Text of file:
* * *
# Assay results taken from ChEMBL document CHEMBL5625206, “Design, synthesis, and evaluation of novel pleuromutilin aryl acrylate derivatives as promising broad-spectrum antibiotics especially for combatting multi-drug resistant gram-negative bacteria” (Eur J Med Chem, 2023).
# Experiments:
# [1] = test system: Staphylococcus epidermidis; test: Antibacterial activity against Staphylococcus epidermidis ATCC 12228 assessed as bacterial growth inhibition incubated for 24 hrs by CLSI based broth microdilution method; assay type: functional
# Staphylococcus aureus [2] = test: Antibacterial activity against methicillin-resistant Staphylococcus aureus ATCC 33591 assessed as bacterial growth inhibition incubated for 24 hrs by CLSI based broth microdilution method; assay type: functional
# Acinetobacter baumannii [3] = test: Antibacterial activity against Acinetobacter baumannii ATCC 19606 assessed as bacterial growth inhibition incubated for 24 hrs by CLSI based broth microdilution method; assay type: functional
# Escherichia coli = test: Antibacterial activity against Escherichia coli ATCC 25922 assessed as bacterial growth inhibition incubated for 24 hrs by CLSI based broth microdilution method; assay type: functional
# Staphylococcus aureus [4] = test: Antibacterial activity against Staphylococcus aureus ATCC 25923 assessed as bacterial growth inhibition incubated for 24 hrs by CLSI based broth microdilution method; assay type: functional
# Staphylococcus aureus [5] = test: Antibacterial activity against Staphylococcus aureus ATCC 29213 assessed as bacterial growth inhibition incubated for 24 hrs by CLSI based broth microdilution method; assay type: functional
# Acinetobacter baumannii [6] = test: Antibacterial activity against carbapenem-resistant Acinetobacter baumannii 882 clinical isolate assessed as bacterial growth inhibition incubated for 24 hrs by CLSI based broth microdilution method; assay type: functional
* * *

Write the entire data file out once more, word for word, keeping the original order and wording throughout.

# Assay results taken from ChEMBL document CHEMBL5625206, “Design, synthesis, and evaluation of novel pleuromutilin aryl acrylate derivatives as promising broad-spectrum antibiotics especially for combatting multi-drug resistant gram-negative bacteria” (Eur J Med Chem, 2023).
# Experiments:
# [1] = test system: Staphylococcus epidermidis; test: Antibacterial activity against Staphylococcus epidermidis ATCC 12228 assessed as bacterial growth inhibition incubated for 24 hrs by CLSI based broth microdilution method; assay type: functional
# Staphylococcus aureus [2] = test: Antibacterial activity against methicillin-resistant Staphylococcus aureus ATCC 33591 assessed as bacterial growth inhibition incubated for 24 hrs by CLSI based broth microdilution method; assay type: functional
# Acinetobacter baumannii [3] = test: Antibacterial activity against Acinetobacter baumannii ATCC 19606 assessed as bacterial growth inhibition incubated for 24 hrs by CLSI based broth microdilution method; assay type: functional
# Escherichia coli = test: Antibacterial activity against Escherichia coli ATCC 25922 assessed as bacterial growth inhibition incubated for 24 hrs by CLSI based broth microdilution method; assay type: functional
# Staphylococcus aureus [4] = test: Antibacterial activity against Staphylococcus aureus ATCC 25923 assessed as bacterial growth inhibition incubated for 24 hrs by CLSI based broth microdilution method; assay type: functional
# Staphylococcus aureus [5] = test: Antibacterial activity against Staphylococcus aureus ATCC 29213 assessed as bacterial growth inhibition incubated for 24 hrs by CLSI based broth microdilution method; assay type: functional
# Acinetobacter baumannii [6] = test: Antibacterial activity against carbapenem-resistant Acinetobacter baumannii 882 clinical isolate assessed as bacterial growth inhibition incubated for 24 hrs by CLSI based broth microdilution method; assay type: functional